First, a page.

Ever feel like you’re working wayyyyy too hard for how much money is actually in your bank account? It’s so true that “there’s more month at the end of the money” for so many people in our world. We’re here to tell you where the money went.
A typical double income family in the US may make around $60,000 per year. For generalities, this amount of take-home pay, would break down their annual pattern of spending like the chart below.
Annual Take-Home Income – $60,000
Cost of Autos (purchase and maintenance price) – $12,000
Cost of Housing – $18,000
Living Expenses (groceries, insurances, memberships) – $24,000
Savings – $6,000
That same family, on average, also LOSES this amount of their take home pay to their creditors and financing companies at this alarming amount! (shown in the chart below).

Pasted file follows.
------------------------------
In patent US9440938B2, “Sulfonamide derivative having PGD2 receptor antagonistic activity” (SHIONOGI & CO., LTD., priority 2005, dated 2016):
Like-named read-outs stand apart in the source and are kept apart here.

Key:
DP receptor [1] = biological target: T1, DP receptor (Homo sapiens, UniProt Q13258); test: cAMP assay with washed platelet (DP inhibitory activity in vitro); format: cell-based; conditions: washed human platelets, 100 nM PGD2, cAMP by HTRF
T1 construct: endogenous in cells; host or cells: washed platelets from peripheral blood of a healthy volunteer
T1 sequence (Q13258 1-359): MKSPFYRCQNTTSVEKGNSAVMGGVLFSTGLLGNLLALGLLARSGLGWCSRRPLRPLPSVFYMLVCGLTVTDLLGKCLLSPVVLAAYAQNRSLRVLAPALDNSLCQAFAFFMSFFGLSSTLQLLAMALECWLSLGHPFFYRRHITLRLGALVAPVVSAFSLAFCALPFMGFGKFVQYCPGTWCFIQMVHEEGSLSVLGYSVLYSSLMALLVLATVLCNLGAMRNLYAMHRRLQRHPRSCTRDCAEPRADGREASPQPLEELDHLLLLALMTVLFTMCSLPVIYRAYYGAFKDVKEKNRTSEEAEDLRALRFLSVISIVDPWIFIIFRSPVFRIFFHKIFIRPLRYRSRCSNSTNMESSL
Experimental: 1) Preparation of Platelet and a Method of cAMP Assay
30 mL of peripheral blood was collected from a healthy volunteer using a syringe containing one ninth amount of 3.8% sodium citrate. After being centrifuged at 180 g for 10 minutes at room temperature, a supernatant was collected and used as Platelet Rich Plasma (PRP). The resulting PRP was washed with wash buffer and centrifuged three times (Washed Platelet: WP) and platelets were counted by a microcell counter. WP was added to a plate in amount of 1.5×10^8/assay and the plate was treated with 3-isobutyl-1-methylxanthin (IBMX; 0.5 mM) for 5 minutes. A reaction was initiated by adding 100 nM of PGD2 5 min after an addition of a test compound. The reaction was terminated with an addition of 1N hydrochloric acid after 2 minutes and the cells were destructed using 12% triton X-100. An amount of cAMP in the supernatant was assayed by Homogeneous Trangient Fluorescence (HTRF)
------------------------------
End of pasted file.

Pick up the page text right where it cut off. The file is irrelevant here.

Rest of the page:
Financing charges of Autos – $3,000
Financing of Housing – $15,000
Living Expense Charges – $3,000
Total Interest Paid Out – $21,000
As you can clearly see, because of college debts, credit cards, vehicle financing packes, and the mortgage, the average family has $21,000 going straight out the door to third parties! That’s over 3x their savings rate, and over thirty percent of their take-home pay, every year! For the average family in our country, this percentage never changes!
It’s not just the cost of goods and services that’s killing them, it’s also the finance charges and interest! Don’t just worry about the rate (you may pay 8% or below on your vehicle or down to 3% on your mortgage), but, you’ve got to consider the volume, as well!
The man himself said it best, “You finance everything you buy — you either pay interest to someone else, or you give up the interest you could have earned otherwise.” – R Nelson Nash. Pay yourself first, recycle, and recapture all of your finance charges by following the Method of being your own personal finance company!
Talk through your debts, and interest payments with our Mapping Specialist, Jonah Dew, and get some customized tools built for your situation on your way to wealth!
All images from Becoming Your Own Banker (Fifth Edition) by R Nelson Nash (pg 17)